Train 3050 next encountered Automatic signal[2] № 38 that was displaying a Stop indication. Particular rules apply to Automatic signals (see p4) that permit them to be passed at Stop without authority from a signaller or train controller. After passing the signal at stop and resetting from the resulting enforced brake application, the train continued on towards Upper Ferntree Gully.

About six minutes into the train’s passage between Upwey and Upper Ferntree Gully, the signaller noticed (on CCTV) that train 3050 was no longer visible at the Upwey platform. The signaller called Metrol to advise of this, and was informed by the train controller that they would contact the driver of the other train at Upwey (TD3639) for confirmation. There were no further calls made to clarify the position of TD3050.

Train 3050 subsequently arrived at Home Arrival signal № 36 at Upper Ferntree Gully (Figure 3). Observing that the points appeared correctly set, the driver proceeded past this Home signal that was also at Stop, again experiencing a mandatory stop initiated by the mechanical trip system. This was the second SPAD event of this incident.

Figure 3: Upper Ferntree Gully track layout with key signals and points marked

Upper Ferntree Gully track layout with key signals and points markedSource: Chief Investigator, Transport Safety (Vic)

The train then recommenced its passage and passed through №s 35 and 25 points before arriving at Upper Ferntree Gully platform 1. The signaller became aware of the train as it arrived and instructed the driver not to move his train. The passage of train 3050 from Upwey to Upper Ferntree Gully had taken about 10 minutes. There was no damage to track infrastructure or the train and there were no injuries.

As a consequence of the signal panel failure, Metrol and the Station Master at Upper Ferntree Gully had agreed that Belgrave-bound trains would terminate at Upper Ferntree Gully. At the time that train TD3050 was arriving into Upper Ferntree Gully, a Belgrave-bound service was also approaching the adjacent platform.


  1. An industry term referring to the act of a train passing a signal that is displaying a Stop indication without authorisation.
  2. An ‘Automatic’ signal is controlled by the movement of trains alone and is not directly controlled by a signaller/controller.

The train driver

The driver was qualified for the operation of this train on this route and was medically fit for duty. He was based at the Carrum depot and had qualified to drive suburban trains in February 2007. His most recent performance audit had been undertaken in January 2015. This incident was the driver’s first SPAD infringement.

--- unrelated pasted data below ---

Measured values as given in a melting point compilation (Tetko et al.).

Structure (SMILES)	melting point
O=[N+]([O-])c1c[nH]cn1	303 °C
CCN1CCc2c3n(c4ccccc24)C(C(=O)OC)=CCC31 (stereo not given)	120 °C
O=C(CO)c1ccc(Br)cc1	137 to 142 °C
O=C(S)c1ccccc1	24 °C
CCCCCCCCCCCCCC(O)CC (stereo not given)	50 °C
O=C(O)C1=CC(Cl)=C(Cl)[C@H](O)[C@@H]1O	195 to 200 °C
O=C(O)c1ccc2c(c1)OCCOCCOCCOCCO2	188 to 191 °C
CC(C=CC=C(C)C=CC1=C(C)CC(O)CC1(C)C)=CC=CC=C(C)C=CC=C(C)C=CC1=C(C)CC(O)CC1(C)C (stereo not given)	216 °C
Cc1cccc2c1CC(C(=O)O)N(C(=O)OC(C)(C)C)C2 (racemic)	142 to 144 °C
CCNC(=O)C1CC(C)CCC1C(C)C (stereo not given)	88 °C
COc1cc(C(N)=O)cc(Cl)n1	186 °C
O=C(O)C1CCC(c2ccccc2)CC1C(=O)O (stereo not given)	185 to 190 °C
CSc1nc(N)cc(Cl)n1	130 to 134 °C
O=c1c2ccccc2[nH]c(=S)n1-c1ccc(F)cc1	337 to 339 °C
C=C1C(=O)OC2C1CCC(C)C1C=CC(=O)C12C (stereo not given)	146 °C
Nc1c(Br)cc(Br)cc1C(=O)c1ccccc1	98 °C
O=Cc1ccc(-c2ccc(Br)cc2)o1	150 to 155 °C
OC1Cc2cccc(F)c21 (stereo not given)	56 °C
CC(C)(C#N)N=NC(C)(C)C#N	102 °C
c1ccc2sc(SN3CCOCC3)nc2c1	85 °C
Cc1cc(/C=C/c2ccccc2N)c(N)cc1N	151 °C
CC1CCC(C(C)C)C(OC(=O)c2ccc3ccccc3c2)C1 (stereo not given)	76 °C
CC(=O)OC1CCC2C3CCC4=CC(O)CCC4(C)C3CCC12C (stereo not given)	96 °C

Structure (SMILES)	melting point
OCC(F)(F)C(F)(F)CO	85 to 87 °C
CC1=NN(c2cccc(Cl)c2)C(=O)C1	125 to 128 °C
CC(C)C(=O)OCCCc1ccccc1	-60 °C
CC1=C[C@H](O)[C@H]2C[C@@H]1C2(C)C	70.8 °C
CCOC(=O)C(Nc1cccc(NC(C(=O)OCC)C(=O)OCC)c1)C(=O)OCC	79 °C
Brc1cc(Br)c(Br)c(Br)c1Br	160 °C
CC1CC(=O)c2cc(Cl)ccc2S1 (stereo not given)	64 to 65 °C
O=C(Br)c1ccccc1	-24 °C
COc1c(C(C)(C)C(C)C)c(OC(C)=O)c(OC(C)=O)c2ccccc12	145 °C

Following the incident, testing of the driver returned a zero blood alcohol result and nil presence of drugs.

Track infrastructure

Upwey to Upper Ferntree Gully

From departure at Upwey railway station to arrival at the platform at Upper Ferntree Gully was about 2.4 km on a predominantly 1:30 downgrade. Between the mainline points at the two stations (№s 41 and 35 points) the line was single-track for a distance of approximately 2.05 km. Automatic signal № 38 is located midway between the stations.


Upwey is an unattended crossing station, about 40 km from Flinders Street Station. Home Departure Signal № 42 is at the Melbourne end of Platform 1 (Figure 4).

Figure 4: Upwey railway station looking towards Upper Ferntree Gully and signal № 42

Upwey railway station looking towards Upper Ferntree Gully and signal № 42

Source: Chief Investigator, Transport Safety (Vic)


About 160 metres from the Melbourne end of the Upwey island platform, № 41 points connects the two platform tracks to the single line extending towards Upper Ferntree Gully.

№ 41 points are controlled by a Dual Control Point Machine. They can be operated in ‘Motor’ (remote operation) or ‘Hand’ (manual operation) modes. This enables remote operation of the points by a signaller or hand operation in the case of system failure. In the case of system failure, all points are set to the Hand mode prior to being traversed to ensure the points cannot inadvertently operate while a train is passing across them. In addition, when set to ‘Hand’ mode, the Home signals protecting the points are held at Stop.

The Dual Control Point Machine has two levers – the Selector lever and the Hand Throw lever. The Selector lever is the shorter of the two. The normal position for the Selector lever is in the ‘Motor’ position (Figure 5 right-hand photo). To place the machine into ‘Hand’ mode the lever is rotated clockwise by 180 degrees (Figure 5 left-hand photo). With the Selector lever in this position, the Hand Throw lever can then be used to manually move the points to their required position. Figure 5 does not depict the actual point machine at the № 41 points at Upwey.

Figure 5: Dual Control Point Machine. The Selector lever is shown in the ‘Motor’ position (right-hand photo) and ‘Hand’ position (left-hand photo)